The trial court did not err in granting an upward deviation from the child support guidelines’ presumptive award, considering the extraordinary expenses of the child’s extracurricular activities. Although extracurricular activities are included in basic guidelines support, ongoing extraordinary education expenses may constitute special circumstances that justify deviation from the guidelines, citing In the Matter of Arabian & Squillante, 151 N.H. 109, 112, 855 A.2d 560 (2004) (explaining that the trial court on remand may consider whether extracurricular activities created a special circumstance “that would justify deviating from the guidelines”).
New Law Review Articles Of Interest
Eric Bean, Equitable Adoption, 81 Tex. B.J. 682 (Oct. 2018)
Thomas DeCataldo Jr., The Interplay between a Parent’s Marijuana Use and Child Custody Disputes, 314-OCT N.J. Law. 82 (Oct. 2018)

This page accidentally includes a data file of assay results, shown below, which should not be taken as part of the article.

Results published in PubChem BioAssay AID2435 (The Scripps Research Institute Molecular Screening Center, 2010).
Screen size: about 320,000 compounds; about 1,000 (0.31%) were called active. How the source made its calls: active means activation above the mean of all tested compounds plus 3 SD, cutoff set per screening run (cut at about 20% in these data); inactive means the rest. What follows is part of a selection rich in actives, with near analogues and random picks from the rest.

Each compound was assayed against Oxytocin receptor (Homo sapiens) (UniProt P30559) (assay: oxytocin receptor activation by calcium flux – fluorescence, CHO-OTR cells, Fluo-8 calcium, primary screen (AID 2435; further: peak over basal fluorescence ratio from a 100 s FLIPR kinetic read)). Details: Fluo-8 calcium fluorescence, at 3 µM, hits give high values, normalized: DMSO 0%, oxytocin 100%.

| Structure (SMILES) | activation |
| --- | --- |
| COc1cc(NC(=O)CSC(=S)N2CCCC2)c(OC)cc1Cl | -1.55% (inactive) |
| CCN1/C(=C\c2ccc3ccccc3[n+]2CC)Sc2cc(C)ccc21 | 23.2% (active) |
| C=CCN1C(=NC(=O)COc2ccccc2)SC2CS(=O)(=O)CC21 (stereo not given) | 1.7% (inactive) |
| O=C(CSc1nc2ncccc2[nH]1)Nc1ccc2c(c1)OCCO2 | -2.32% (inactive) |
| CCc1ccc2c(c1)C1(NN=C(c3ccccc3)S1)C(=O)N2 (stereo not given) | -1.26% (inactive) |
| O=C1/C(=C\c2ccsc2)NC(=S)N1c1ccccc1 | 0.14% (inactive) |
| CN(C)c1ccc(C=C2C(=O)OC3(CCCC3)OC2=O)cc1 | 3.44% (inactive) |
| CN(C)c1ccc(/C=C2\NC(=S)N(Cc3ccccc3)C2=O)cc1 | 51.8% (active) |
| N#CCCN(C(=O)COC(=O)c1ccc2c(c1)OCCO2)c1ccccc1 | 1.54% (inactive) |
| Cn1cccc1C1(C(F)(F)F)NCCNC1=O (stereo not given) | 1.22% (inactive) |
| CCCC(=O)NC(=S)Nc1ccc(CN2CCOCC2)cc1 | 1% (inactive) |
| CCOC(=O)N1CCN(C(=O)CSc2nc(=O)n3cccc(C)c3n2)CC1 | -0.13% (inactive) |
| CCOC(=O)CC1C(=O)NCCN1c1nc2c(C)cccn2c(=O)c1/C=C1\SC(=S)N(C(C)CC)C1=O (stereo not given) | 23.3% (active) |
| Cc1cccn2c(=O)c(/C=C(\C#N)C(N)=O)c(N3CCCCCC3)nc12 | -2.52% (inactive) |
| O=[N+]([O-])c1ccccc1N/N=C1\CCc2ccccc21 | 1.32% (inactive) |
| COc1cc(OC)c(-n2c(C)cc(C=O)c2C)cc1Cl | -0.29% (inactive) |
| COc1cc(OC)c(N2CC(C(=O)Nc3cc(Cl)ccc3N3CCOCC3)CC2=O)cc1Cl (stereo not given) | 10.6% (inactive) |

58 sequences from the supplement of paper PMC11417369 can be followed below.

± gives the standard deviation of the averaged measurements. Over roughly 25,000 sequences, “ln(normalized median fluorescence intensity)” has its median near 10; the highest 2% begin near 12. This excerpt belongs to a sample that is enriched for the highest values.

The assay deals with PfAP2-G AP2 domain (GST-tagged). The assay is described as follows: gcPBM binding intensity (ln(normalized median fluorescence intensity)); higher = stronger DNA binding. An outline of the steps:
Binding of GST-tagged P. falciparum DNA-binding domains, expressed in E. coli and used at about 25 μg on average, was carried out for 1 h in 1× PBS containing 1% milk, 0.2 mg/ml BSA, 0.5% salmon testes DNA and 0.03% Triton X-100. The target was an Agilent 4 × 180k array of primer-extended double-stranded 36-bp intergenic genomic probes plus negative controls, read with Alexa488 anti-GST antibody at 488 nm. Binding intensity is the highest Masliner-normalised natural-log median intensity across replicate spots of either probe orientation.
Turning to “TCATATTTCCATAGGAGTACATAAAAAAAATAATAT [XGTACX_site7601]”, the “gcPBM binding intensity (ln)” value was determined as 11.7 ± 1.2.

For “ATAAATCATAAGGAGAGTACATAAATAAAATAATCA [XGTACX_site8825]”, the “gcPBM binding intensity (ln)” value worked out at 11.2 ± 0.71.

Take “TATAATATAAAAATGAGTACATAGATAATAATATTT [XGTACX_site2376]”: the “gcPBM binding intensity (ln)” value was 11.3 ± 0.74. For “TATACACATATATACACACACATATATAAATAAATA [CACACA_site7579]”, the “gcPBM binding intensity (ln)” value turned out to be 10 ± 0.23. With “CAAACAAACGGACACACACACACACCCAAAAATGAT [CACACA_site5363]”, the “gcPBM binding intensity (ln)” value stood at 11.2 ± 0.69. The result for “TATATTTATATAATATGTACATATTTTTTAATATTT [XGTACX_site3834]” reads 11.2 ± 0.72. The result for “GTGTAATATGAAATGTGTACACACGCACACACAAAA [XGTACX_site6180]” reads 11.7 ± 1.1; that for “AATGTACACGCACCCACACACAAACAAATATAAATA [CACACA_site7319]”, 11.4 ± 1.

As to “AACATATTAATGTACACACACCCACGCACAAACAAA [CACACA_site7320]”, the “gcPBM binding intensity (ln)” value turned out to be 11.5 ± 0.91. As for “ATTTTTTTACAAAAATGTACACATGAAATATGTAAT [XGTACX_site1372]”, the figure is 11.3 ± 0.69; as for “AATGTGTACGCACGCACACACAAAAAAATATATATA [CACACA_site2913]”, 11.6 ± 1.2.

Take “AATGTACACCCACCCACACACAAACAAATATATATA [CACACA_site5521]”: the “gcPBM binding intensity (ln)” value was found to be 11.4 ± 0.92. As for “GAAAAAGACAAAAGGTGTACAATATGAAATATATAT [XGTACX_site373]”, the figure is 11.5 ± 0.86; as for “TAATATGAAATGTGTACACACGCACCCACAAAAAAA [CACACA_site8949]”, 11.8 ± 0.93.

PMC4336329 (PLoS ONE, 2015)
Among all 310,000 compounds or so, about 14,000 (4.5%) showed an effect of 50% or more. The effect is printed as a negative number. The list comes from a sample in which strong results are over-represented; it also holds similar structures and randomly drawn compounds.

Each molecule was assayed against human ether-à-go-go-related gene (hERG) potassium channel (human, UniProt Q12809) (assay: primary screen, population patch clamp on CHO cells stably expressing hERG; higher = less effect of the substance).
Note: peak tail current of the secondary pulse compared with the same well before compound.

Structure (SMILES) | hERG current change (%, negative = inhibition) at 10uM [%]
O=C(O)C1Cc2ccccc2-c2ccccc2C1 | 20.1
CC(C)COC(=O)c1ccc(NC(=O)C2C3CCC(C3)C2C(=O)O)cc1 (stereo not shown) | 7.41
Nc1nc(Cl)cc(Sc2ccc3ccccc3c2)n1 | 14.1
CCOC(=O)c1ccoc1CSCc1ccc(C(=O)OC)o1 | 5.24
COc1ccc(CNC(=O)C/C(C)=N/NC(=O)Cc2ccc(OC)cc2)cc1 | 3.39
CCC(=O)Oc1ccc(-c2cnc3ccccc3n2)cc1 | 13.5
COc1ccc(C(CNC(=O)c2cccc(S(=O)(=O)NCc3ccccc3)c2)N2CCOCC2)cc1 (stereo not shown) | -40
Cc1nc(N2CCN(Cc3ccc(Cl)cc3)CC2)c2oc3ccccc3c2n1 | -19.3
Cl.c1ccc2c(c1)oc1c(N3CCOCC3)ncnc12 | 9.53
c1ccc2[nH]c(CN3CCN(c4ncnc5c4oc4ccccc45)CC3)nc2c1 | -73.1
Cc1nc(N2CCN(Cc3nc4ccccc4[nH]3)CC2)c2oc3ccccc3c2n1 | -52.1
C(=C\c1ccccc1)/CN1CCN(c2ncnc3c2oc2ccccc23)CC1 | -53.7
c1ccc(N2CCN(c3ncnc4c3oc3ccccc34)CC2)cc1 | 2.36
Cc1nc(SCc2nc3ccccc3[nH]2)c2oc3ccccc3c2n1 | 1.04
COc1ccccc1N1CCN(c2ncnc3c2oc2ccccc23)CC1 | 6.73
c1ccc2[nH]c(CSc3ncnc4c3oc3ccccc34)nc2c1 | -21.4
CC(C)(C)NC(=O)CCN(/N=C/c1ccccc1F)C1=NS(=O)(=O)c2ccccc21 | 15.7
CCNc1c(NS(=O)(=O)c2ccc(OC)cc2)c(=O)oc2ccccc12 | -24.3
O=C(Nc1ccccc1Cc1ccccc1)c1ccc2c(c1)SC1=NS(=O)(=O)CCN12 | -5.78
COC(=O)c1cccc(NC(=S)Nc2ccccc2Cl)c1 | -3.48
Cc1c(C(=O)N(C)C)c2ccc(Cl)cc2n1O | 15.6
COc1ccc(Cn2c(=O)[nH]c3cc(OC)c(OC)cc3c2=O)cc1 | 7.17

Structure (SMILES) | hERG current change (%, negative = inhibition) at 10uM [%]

Lacey Johnson, Comment, Low-Income Fathers, Adoption, and the Biology Plus Test for Paternal Rights, 70 Ark. L. Rev. 1113 (2018)
Brandi Sluss, Comment, Statutory Fixes to Modernize Custody Law in Georgia, 11 J. Marshall L.J. 95 (2017-2018)
Rachel E. Mairose, Aguilar v. Aguilar and Third-Party Custody Determinations: Examining the Definition of “Parent” from the Eyes of the Child, 63 S.D. L. Rev. 163 (2018)
Family Law Online
The following articles are provided for informational purposes only. If you discover an article on divorce or family law related issues that may be of interest to our subscribers, contact me by using this form.
A new law has been passed in California that grants judges the authority to decide who gets custody of the family pet in divorces cases, much as they decide child custody, according to the Associated Press (AP). Until now, pets have been considered property, a status that puts them in the same category as material items like TVs and vehicles.